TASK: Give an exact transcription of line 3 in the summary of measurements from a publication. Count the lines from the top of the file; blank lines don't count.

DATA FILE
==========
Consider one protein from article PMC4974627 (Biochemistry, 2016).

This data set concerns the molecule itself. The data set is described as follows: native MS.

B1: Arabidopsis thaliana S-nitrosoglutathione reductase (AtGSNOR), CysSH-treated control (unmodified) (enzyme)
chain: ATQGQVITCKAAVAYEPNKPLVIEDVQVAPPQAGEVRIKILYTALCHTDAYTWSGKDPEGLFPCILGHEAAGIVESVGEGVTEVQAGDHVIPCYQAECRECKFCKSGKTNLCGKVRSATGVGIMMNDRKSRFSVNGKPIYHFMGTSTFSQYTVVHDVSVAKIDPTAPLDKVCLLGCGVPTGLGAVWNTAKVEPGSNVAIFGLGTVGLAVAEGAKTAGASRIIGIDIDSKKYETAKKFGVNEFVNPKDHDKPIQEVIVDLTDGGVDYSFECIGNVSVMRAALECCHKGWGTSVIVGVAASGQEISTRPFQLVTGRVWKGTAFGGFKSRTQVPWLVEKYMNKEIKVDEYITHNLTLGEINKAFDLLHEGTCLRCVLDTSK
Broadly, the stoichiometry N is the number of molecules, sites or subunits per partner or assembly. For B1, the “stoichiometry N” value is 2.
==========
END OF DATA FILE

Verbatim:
B1: Arabidopsis thaliana S-nitrosoglutathione reductase (AtGSNOR), CysSH-treated control (unmodified) (enzyme)